Prop. 25, which would have abolished California’s cash bail system, is rejected by voters
A ballot measure that would have abolished California’s cash bail system was rejected by the state’s voters in Tuesday’s election.
Proposition 25 would have replaced the use of money bail as a condition for getting out of jail while awaiting trial with a system allowing release by judges based on a determination of public safety or a defendant’s flight risk.
Community groups against Proposition 25 said in a statement Wednesday that voters “took heed of our alarms” about eliminating cash bail.
“We warned our communities that if passed, Prop. 25 would automate racial profiling, give unchecked power to judges and increase funding and power for corrupt probation departments,” said the statement by Lex Steppling and Dolores Canales, chairs of a No on Prop. 25 committee.
Proposition 25 was opposed by 55.4% of voters, according to the state’s unofficial election results posted Wednesday.
State legislators who sought to replace cash bail indicated they would try again sometime in the future.
Sen. Scott Wiener (D-San Francisco), a co-author of SB 10, called its repeal by the failure of Proposition 25 “absolutely devastating.”
“Money bail is classist and racist — no one should ever be held in jail or released based on how much money they have,” Wiener said Wednesday. “We cannot give up this fight, and we won’t give up.”
The state Legislature approved the new system in Senate Bill 10 in 2018, but the multibillion-dollar bail industry, which represents some 2,500 bail agents in the state, qualified a referendum that put that law on hold until voters could decide whether to approve it.
The bail industry put up more than $10 million for the campaign to defeat Proposition 25, while supporters raised $13.4 million, including $6 million from Steve Ballmer, the former Microsoft chief executive who owns the Los Angeles Clippers NBA team, and his wife, Connie.
Those wanting to eliminate the payment of money as a condition of release say it unfairly results in low-income defendants remaining in jail awaiting trial, even though they have not been convicted of a crime, while defendants with money are released.
In signing the 2018 law, then-Gov. Jerry Brown said: “Today, California reforms its bail system so that rich and poor alike are treated fairly.”
The financial stakes are high for the bail industry, which issued some $6 billion in bail bonds and collected about $560 million in bail bond fees in 2018, according to a recent report by the independent Legislative Analyst’s Office.
The new law would have required that people held in county jails on suspicion of most misdemeanors be released within 12 hours without having to post cash bail. Those accused of other misdemeanors, including domestic violence or repeated failures to appear in court, would not have been released automatically.
People held in county jails on felony charges and others not released automatically would have been assessed for their risk of possibly committing a new crime or failing to appear in court if released, using various factors. Those judged to be a low-to-moderate risk could be released, although the court could order supervision by county probation staff.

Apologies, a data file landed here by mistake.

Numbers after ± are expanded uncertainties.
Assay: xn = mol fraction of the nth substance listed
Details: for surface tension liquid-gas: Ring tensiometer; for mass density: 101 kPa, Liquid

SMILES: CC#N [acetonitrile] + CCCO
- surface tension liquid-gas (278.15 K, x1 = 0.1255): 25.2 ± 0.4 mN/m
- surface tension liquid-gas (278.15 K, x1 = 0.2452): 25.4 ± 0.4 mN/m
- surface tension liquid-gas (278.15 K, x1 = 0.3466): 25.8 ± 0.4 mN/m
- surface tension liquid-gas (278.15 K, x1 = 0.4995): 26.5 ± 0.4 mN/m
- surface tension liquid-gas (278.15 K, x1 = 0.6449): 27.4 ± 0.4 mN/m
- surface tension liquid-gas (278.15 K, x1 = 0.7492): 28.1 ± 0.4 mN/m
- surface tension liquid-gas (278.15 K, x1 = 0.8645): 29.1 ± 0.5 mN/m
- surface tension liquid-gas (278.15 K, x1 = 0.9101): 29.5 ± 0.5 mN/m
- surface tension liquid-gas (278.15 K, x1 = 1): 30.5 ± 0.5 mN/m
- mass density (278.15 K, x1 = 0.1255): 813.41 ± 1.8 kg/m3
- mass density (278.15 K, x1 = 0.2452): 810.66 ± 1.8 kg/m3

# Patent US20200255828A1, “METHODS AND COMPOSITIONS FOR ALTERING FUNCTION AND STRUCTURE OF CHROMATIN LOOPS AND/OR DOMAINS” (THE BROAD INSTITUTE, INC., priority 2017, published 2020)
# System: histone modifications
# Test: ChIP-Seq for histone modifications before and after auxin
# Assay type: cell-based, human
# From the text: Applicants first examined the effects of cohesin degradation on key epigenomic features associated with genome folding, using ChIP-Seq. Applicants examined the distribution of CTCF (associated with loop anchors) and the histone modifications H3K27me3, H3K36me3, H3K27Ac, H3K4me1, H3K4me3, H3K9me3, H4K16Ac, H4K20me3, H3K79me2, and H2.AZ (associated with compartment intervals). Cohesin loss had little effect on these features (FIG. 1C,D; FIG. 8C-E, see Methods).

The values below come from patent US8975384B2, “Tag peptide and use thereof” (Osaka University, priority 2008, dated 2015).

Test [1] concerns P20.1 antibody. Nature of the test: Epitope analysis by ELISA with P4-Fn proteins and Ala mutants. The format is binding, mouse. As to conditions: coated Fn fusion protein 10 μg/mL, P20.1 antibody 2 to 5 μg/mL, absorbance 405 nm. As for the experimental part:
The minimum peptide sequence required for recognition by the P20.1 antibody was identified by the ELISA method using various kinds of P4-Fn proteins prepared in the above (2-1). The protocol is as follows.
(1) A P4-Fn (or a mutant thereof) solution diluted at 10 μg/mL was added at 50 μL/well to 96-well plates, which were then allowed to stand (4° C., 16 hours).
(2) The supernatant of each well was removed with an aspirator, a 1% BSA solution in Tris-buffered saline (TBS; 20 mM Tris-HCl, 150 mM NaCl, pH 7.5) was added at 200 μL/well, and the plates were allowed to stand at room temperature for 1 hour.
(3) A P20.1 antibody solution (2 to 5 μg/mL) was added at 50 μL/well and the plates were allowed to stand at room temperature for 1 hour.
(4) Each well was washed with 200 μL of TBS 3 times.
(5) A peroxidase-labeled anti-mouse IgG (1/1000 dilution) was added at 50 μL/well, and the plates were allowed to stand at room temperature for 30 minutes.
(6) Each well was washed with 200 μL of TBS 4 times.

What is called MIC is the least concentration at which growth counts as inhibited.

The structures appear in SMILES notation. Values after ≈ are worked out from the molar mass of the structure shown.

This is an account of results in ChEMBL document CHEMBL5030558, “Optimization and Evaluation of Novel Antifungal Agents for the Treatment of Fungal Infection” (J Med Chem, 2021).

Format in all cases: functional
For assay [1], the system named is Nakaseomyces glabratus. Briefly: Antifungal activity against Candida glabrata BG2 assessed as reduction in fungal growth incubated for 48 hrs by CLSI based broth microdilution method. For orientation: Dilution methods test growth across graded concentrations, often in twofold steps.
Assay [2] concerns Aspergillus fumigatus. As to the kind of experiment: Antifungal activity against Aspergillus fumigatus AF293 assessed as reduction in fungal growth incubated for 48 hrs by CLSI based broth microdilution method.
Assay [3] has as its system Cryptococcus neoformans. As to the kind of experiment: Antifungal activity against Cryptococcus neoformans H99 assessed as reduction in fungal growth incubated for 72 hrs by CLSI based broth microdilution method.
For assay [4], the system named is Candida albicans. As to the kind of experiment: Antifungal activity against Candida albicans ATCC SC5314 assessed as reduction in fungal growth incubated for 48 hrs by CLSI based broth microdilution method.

Those deemed to be a high risk would stay in jail until their arraignment.
A study released in September by the nonpartisan Public Policy Institute of California looked at 2015 data and concluded 39.6% of those arrested on suspicion of misdemeanors — about 142,500 people — who were detained or released after two days would instead have been released within 12 hours under the provisions of the new law.
However, thousands of people charged with more serious crimes, who currently might be released within a few hours on bail, would likely be held up to 36 hours for risk assessment under SB 10, the study said.
The law approved by the California Legislature did not win support from all groups advocating for less incarceration.
Groups opposing Proposition 25 include the American Civil Liberties Union of Southern California, as well as Human Rights Watch, which has pressed for bail reform but said the law “exchanges money bail for a system that uses racially biased risk assessment tools [and] gives judges nearly unlimited discretion to incarcerate.”
Gov. Gavin Newsom said recently that division within the reform community over Proposition 25 has been “weaponized” by the bail industry to oppose the measure, and its defeat would be a major setback for efforts nationwide to make the criminal justice system fairer.
“If this initiative goes the wrong direction, it sets back the entire cause and [the bail industry is] back front and center in control of people’s fate and their future,” Newsom said in an Oct. 21 recorded interview with Houston philanthropist Laura Arnold, whose financier husband, John Arnold, contributed $5 million to the Proposition 25 campaign.
“It will be profoundly not just disappointing, but devastating to hundreds of thousands of lives that will be torn asunder because of this miscalculation,” Newsom added. “And we won’t be able to fix it legislatively because the way the bail industry drafted this, we won’t be able to go back and do anything similarly to what we did to lead the nation.”
Proposition 25 was also opposed by more than two dozen sheriffs in California, including Orange County Sheriff Don Barnes, who said ending cash bail removes an “important mechanism” for ensuring defendants appear in court.
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